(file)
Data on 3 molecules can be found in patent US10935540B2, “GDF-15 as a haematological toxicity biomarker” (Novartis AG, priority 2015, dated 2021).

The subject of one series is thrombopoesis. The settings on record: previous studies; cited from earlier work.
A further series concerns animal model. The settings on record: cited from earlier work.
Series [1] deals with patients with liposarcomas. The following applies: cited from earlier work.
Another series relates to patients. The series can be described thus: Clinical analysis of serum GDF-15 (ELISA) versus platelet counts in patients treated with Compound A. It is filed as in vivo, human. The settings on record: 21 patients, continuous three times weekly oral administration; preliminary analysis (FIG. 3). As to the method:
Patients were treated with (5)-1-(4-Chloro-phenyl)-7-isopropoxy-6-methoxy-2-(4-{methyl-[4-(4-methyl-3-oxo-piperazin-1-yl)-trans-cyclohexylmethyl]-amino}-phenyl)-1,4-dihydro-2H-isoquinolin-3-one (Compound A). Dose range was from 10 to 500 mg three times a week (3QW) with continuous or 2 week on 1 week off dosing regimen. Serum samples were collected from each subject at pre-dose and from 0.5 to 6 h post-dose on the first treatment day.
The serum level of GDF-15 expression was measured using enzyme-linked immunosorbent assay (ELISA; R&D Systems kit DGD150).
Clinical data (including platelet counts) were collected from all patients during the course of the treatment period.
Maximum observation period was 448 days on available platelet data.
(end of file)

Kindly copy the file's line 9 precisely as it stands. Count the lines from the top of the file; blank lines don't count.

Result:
Maximum observation period was 448 days on available platelet data.